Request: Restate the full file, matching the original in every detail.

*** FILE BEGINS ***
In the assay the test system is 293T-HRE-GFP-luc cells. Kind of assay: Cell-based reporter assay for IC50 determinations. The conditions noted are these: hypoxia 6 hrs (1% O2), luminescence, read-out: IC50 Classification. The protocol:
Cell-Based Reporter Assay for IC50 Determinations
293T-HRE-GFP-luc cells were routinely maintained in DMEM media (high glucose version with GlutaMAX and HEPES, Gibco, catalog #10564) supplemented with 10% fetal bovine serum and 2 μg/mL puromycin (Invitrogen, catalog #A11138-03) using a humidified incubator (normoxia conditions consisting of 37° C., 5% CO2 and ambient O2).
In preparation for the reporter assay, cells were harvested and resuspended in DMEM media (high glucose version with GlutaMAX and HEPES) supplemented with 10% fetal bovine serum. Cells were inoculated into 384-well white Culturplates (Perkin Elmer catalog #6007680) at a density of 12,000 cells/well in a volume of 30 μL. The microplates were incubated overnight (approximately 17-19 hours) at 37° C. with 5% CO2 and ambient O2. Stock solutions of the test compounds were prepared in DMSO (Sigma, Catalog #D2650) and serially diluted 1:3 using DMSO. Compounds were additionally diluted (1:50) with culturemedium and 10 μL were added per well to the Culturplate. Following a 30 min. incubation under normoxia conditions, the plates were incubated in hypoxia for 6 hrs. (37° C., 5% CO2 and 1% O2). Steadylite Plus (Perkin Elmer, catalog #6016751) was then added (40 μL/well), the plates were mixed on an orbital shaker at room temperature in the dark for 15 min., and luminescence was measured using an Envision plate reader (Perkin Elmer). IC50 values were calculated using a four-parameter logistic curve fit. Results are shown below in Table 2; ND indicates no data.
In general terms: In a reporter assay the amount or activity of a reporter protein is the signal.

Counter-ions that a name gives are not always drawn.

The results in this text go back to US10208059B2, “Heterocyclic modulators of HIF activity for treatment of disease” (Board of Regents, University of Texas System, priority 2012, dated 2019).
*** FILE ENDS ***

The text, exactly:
In the assay the test system is 293T-HRE-GFP-luc cells. Kind of assay: Cell-based reporter assay for IC50 determinations. The conditions noted are these: hypoxia 6 hrs (1% O2), luminescence, read-out: IC50 Classification. The protocol:
Cell-Based Reporter Assay for IC50 Determinations
293T-HRE-GFP-luc cells were routinely maintained in DMEM media (high glucose version with GlutaMAX and HEPES, Gibco, catalog #10564) supplemented with 10% fetal bovine serum and 2 μg/mL puromycin (Invitrogen, catalog #A11138-03) using a humidified incubator (normoxia conditions consisting of 37° C., 5% CO2 and ambient O2).
In preparation for the reporter assay, cells were harvested and resuspended in DMEM media (high glucose version with GlutaMAX and HEPES) supplemented with 10% fetal bovine serum. Cells were inoculated into 384-well white Culturplates (Perkin Elmer catalog #6007680) at a density of 12,000 cells/well in a volume of 30 μL. The microplates were incubated overnight (approximately 17-19 hours) at 37° C. with 5% CO2 and ambient O2. Stock solutions of the test compounds were prepared in DMSO (Sigma, Catalog #D2650) and serially diluted 1:3 using DMSO. Compounds were additionally diluted (1:50) with culturemedium and 10 μL were added per well to the Culturplate. Following a 30 min. incubation under normoxia conditions, the plates were incubated in hypoxia for 6 hrs. (37° C., 5% CO2 and 1% O2). Steadylite Plus (Perkin Elmer, catalog #6016751) was then added (40 μL/well), the plates were mixed on an orbital shaker at room temperature in the dark for 15 min., and luminescence was measured using an Envision plate reader (Perkin Elmer). IC50 values were calculated using a four-parameter logistic curve fit. Results are shown below in Table 2; ND indicates no data.
In general terms: In a reporter assay the amount or activity of a reporter protein is the signal.

Counter-ions that a name gives are not always drawn.

The results in this text go back to US10208059B2, “Heterocyclic modulators of HIF activity for treatment of disease” (Board of Regents, University of Texas System, priority 2012, dated 2019).